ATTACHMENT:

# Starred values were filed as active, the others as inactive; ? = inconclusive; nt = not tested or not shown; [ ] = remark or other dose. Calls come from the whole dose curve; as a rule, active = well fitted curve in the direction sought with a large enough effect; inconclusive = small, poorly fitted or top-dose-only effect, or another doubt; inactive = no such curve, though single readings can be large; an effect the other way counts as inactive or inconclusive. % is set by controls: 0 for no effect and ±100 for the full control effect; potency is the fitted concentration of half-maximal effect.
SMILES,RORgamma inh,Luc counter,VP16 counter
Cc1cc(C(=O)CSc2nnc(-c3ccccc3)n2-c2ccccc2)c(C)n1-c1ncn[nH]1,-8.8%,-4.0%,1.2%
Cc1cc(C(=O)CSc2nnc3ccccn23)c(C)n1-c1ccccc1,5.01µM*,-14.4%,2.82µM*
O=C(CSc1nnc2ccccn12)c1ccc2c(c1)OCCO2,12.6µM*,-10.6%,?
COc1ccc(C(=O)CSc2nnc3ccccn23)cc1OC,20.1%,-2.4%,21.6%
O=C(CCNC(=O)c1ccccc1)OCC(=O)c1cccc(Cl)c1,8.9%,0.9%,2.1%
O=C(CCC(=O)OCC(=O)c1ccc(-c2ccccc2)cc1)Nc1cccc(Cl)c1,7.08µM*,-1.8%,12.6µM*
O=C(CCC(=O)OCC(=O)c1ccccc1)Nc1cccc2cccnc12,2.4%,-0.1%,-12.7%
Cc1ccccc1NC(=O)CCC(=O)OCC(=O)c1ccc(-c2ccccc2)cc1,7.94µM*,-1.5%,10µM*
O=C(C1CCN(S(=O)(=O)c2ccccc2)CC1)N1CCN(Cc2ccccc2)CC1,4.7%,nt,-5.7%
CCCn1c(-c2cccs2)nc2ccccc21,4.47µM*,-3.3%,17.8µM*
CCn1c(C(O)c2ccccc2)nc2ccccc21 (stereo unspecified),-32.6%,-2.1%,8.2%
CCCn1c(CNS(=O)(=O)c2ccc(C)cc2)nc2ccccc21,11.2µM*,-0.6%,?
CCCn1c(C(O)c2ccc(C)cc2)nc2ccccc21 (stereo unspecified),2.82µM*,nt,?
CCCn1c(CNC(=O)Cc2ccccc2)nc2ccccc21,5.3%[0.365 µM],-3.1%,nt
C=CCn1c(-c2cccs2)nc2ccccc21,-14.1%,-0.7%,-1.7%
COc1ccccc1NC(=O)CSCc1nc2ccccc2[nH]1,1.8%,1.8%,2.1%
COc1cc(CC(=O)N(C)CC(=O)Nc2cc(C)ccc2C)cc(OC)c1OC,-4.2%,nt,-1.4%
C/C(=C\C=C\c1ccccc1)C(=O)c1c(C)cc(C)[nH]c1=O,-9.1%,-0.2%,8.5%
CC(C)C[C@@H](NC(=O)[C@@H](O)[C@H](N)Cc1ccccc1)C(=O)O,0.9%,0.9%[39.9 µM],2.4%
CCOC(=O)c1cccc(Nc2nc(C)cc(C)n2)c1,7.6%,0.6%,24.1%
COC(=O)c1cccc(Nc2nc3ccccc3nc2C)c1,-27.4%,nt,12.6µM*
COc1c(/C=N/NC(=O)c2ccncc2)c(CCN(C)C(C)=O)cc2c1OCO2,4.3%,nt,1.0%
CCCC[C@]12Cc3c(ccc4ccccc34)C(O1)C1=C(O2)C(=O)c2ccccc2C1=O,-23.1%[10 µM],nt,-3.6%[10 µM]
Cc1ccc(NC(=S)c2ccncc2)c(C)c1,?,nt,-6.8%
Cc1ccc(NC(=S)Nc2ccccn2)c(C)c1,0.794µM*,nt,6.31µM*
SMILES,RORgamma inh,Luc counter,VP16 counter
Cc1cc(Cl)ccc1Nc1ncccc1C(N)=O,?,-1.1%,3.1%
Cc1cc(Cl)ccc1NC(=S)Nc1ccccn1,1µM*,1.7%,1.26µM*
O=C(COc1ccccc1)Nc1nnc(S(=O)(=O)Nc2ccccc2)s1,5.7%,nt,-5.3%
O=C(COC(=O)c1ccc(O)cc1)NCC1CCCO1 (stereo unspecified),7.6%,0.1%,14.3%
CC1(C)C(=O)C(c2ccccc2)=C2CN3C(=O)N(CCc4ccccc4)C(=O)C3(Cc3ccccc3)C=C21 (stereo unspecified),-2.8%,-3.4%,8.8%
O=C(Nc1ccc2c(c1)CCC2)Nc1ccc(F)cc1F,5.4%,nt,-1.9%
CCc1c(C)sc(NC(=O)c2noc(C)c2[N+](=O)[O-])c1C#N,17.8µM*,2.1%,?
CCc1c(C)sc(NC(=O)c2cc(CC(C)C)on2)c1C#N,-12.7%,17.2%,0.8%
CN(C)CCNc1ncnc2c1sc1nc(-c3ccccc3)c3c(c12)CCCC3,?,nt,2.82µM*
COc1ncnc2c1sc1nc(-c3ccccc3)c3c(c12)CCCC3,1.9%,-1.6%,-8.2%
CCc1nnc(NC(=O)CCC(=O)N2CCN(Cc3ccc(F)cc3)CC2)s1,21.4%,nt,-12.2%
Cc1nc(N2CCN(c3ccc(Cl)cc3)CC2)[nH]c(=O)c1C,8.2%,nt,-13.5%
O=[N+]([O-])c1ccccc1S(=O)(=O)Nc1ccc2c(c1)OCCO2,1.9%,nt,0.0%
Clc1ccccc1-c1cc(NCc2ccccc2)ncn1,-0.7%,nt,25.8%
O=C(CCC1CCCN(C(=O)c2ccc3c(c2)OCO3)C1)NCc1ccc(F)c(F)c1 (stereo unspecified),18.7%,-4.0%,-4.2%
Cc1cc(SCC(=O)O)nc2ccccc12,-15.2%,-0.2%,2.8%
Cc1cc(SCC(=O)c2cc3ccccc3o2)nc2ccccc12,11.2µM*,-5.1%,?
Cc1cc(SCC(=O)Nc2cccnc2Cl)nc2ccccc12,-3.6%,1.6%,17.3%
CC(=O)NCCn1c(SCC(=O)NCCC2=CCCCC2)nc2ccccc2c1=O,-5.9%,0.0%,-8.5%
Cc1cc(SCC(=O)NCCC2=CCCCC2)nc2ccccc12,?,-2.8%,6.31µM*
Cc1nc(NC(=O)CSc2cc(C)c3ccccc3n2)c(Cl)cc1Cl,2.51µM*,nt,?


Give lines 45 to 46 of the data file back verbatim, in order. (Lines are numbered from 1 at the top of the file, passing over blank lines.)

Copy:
Cc1cc(SCC(=O)c2cc3ccccc3o2)nc2ccccc12,11.2µM*,-5.1%,?
Cc1cc(SCC(=O)Nc2cccnc2Cl)nc2ccccc12,-3.6%,1.6%,17.3%